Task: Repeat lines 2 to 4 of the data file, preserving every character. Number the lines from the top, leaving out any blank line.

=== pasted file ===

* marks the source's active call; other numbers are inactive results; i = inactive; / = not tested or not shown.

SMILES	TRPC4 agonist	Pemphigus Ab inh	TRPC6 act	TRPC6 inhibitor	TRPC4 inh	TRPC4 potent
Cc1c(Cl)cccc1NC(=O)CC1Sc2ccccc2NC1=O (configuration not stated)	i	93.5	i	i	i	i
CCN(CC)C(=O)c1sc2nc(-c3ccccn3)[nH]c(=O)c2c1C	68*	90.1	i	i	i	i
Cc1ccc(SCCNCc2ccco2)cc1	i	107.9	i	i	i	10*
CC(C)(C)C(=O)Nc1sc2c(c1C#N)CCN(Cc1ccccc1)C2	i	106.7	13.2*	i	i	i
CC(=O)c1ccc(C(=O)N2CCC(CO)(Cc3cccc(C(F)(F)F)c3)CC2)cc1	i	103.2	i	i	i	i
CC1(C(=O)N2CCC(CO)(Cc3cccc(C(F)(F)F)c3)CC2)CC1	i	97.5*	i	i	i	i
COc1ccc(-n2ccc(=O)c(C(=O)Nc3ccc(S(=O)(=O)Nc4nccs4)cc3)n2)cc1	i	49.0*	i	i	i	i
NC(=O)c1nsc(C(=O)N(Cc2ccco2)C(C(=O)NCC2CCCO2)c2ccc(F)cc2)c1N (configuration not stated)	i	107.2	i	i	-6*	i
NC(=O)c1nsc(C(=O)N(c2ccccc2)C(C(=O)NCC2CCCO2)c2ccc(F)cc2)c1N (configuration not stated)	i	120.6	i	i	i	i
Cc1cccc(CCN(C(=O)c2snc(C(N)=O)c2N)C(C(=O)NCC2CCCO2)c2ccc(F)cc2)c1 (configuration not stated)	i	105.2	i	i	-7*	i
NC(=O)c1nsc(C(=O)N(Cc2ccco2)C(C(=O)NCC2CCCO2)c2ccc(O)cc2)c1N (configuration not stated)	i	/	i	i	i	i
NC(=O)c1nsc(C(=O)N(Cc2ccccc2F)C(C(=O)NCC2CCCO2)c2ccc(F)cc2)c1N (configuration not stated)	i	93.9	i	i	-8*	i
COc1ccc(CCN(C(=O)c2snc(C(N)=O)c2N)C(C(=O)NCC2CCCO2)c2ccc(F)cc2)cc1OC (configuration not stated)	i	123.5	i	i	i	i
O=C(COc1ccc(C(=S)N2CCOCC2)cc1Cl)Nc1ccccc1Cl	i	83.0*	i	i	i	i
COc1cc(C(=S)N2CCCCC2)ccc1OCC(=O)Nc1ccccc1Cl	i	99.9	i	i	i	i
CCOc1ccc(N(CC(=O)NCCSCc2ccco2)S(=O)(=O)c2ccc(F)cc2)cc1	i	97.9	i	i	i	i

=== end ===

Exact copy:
SMILES	TRPC4 agonist	Pemphigus Ab inh	TRPC6 act	TRPC6 inhibitor	TRPC4 inh	TRPC4 potent
Cc1c(Cl)cccc1NC(=O)CC1Sc2ccccc2NC1=O (configuration not stated)	i	93.5	i	i	i	i
CCN(CC)C(=O)c1sc2nc(-c3ccccn3)[nH]c(=O)c2c1C	68*	90.1	i	i	i	i